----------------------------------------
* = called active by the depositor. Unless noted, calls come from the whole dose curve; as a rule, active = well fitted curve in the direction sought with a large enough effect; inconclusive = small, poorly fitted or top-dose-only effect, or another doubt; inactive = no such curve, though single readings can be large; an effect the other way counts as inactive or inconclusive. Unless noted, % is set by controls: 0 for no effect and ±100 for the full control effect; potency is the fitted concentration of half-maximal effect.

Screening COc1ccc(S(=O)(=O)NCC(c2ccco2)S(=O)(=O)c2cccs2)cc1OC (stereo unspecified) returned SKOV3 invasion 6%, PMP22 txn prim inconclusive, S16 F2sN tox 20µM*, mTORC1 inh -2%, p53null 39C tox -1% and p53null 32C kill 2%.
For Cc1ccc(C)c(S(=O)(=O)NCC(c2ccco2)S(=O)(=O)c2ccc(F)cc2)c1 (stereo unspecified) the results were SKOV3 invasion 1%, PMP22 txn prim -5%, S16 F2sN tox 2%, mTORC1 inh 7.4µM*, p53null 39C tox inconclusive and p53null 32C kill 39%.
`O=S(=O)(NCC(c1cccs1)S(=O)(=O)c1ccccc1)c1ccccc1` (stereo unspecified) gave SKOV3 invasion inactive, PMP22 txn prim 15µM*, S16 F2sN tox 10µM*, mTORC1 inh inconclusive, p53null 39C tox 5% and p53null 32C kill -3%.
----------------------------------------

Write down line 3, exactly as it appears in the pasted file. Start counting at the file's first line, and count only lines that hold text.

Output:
For Cc1ccc(C)c(S(=O)(=O)NCC(c2ccco2)S(=O)(=O)c2ccc(F)cc2)c1 (stereo unspecified) the results were SKOV3 invasion 1%, PMP22 txn prim -5%, S16 F2sN tox 2%, mTORC1 inh 7.4µM*, p53null 39C tox inconclusive and p53null 32C kill 39%.